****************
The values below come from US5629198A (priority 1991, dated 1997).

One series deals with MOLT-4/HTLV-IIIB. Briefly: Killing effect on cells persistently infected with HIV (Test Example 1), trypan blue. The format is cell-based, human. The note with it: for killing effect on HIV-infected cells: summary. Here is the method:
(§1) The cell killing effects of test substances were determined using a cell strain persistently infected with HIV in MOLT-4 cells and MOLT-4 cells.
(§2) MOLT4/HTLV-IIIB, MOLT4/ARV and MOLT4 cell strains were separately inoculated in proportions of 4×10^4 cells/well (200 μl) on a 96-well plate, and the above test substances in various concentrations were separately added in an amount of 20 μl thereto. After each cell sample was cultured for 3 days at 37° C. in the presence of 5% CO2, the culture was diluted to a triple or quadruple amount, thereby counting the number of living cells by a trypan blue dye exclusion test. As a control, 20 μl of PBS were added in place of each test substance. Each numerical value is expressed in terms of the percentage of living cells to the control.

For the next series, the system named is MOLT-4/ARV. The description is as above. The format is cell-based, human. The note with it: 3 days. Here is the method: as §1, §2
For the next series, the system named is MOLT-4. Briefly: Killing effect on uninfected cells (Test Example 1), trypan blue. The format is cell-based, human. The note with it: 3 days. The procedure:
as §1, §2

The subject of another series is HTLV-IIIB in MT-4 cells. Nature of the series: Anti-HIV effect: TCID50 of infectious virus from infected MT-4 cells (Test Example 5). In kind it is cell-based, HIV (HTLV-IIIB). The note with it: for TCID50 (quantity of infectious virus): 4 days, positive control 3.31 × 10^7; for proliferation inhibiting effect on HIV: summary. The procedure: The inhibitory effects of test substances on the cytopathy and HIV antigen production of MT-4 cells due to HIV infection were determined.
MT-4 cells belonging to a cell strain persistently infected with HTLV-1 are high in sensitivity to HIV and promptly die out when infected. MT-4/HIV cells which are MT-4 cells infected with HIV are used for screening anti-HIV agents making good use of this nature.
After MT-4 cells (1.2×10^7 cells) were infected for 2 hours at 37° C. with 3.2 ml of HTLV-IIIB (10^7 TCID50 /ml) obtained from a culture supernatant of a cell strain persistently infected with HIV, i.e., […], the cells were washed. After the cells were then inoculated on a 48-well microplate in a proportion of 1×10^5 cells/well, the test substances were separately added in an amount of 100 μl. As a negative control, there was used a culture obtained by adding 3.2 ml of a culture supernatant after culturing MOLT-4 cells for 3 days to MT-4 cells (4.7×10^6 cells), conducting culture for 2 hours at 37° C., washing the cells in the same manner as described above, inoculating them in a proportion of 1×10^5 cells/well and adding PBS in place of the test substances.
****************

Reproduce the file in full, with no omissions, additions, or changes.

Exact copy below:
The values below come from US5629198A (priority 1991, dated 1997).

One series deals with MOLT-4/HTLV-IIIB. Briefly: Killing effect on cells persistently infected with HIV (Test Example 1), trypan blue. The format is cell-based, human. The note with it: for killing effect on HIV-infected cells: summary. Here is the method:
(§1) The cell killing effects of test substances were determined using a cell strain persistently infected with HIV in MOLT-4 cells and MOLT-4 cells.
(§2) MOLT4/HTLV-IIIB, MOLT4/ARV and MOLT4 cell strains were separately inoculated in proportions of 4×10^4 cells/well (200 μl) on a 96-well plate, and the above test substances in various concentrations were separately added in an amount of 20 μl thereto. After each cell sample was cultured for 3 days at 37° C. in the presence of 5% CO2, the culture was diluted to a triple or quadruple amount, thereby counting the number of living cells by a trypan blue dye exclusion test. As a control, 20 μl of PBS were added in place of each test substance. Each numerical value is expressed in terms of the percentage of living cells to the control.

For the next series, the system named is MOLT-4/ARV. The description is as above. The format is cell-based, human. The note with it: 3 days. Here is the method: as §1, §2
For the next series, the system named is MOLT-4. Briefly: Killing effect on uninfected cells (Test Example 1), trypan blue. The format is cell-based, human. The note with it: 3 days. The procedure:
as §1, §2

The subject of another series is HTLV-IIIB in MT-4 cells. Nature of the series: Anti-HIV effect: TCID50 of infectious virus from infected MT-4 cells (Test Example 5). In kind it is cell-based, HIV (HTLV-IIIB). The note with it: for TCID50 (quantity of infectious virus): 4 days, positive control 3.31 × 10^7; for proliferation inhibiting effect on HIV: summary. The procedure: The inhibitory effects of test substances on the cytopathy and HIV antigen production of MT-4 cells due to HIV infection were determined.
MT-4 cells belonging to a cell strain persistently infected with HTLV-1 are high in sensitivity to HIV and promptly die out when infected. MT-4/HIV cells which are MT-4 cells infected with HIV are used for screening anti-HIV agents making good use of this nature.
After MT-4 cells (1.2×10^7 cells) were infected for 2 hours at 37° C. with 3.2 ml of HTLV-IIIB (10^7 TCID50 /ml) obtained from a culture supernatant of a cell strain persistently infected with HIV, i.e., […], the cells were washed. After the cells were then inoculated on a 48-well microplate in a proportion of 1×10^5 cells/well, the test substances were separately added in an amount of 100 μl. As a negative control, there was used a culture obtained by adding 3.2 ml of a culture supernatant after culturing MOLT-4 cells for 3 days to MT-4 cells (4.7×10^6 cells), conducting culture for 2 hours at 37° C., washing the cells in the same manner as described above, inoculating them in a proportion of 1×10^5 cells/well and adding PBS in place of the test substances.